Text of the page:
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Super Bowl security
Super Bowl 48 is less than 24 hours away.
And while most of you are probably cooking hot wings and cheese dip to get ready, law enforcement agencies are heating up their own recipes to keep everyone safe.
ABC's Gio Benitez has a security run down for the big game.
Eyes from the sky! F-16's and helicopter fly overhead and in the waters.
Near met life stadium, State police boats are on patrol. And outside, dogs sniff for bombs, as swat teams search for weapons of mass destruction.
Sunday's Super Bowl security presents a challenge for the region like no other, as ten of thousands of attendees, vendors, press and players converge on New York and New Jersey.
On Friday all that preparation put to the test, after seven suspicious packages containing white powder were delivered to nearby hotels.
The substance turned out to be benign, but the potential of the threat was very real.
New York's new Police Commissioner spoke to ABC's Pierre Thomas about what worries him most.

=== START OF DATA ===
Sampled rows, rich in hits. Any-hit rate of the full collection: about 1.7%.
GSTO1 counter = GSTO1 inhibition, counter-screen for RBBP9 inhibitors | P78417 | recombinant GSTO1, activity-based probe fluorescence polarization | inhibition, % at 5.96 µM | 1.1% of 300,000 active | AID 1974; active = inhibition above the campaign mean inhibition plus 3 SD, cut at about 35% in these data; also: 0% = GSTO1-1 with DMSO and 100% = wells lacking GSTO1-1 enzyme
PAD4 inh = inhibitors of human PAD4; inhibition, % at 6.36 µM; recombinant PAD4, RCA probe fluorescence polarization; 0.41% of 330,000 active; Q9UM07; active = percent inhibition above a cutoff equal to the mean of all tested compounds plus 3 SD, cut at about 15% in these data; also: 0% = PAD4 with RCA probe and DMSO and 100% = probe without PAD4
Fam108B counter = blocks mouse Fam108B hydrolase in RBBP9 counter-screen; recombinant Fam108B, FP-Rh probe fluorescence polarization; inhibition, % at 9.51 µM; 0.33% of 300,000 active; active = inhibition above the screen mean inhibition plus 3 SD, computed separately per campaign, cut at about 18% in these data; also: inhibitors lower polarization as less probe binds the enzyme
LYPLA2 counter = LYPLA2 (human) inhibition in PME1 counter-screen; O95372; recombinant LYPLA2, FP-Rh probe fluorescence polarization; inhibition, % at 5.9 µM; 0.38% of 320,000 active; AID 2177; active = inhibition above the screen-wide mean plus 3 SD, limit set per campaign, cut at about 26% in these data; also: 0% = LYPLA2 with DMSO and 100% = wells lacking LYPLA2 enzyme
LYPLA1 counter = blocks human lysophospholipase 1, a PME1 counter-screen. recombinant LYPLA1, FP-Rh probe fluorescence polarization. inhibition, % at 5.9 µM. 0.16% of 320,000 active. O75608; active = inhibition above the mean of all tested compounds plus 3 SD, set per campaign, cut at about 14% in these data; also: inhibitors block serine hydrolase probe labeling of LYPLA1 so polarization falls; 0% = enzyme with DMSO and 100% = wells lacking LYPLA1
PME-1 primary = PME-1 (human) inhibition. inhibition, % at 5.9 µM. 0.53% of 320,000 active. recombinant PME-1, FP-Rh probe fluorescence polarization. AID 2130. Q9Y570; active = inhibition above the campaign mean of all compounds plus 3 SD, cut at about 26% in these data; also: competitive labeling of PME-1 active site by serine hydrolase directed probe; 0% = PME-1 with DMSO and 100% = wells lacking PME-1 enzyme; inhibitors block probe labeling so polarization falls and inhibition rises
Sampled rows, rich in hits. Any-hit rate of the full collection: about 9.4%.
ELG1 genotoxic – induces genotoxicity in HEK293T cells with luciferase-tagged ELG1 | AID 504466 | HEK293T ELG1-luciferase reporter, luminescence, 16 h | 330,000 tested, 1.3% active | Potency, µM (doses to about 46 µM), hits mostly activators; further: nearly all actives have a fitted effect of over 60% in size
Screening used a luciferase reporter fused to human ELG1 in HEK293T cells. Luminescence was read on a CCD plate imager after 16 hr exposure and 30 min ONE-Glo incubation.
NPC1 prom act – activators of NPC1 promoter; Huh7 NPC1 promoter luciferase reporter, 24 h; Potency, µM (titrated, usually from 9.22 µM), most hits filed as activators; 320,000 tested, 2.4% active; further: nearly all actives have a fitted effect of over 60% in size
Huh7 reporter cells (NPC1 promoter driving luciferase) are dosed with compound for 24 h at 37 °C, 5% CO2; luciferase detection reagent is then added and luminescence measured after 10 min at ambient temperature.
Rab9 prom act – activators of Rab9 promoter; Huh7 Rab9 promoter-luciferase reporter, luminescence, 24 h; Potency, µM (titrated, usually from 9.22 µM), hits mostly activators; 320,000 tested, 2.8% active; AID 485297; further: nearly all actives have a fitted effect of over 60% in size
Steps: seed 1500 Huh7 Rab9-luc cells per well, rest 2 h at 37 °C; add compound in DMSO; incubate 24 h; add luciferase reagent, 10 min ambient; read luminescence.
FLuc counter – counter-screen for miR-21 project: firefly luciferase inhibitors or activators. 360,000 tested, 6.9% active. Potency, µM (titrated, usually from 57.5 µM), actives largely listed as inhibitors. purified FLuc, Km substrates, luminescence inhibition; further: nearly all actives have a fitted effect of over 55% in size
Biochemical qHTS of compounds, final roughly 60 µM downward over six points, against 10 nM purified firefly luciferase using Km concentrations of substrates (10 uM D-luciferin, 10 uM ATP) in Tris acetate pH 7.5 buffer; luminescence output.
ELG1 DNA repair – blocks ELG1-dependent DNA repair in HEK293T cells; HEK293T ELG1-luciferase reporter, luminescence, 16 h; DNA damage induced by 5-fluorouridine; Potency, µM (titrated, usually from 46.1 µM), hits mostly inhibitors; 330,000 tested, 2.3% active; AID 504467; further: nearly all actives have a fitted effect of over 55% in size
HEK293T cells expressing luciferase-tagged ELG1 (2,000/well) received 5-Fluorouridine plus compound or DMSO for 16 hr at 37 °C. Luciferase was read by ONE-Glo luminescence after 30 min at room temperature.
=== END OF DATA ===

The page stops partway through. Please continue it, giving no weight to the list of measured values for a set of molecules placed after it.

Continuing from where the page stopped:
"The lone wolf as we saw in Boston, the two brothers that conspired, self-radicalized if you will."
And for those heading out the game, security efforts will be front and center. Fans will have to show a ticket and adhere to a strict bag policy, just to board the rails that will take them there.
Chris Trucillo, Chief of Police, said "Anything bigger than that is not going to be allowed on the train."
Delivery trucks are scrutinized too, high-tech radiation and x-ray machines scan every single one.
And with just a day left to go, it's Super Bowl mania, all that security not dampening fan excitement.
"We get there as early as we can and just enjoy every minute of it. Soak it all up and scream as loud as we can.
Watch the fellows walk away with the Lombardi trophy. That's the plan."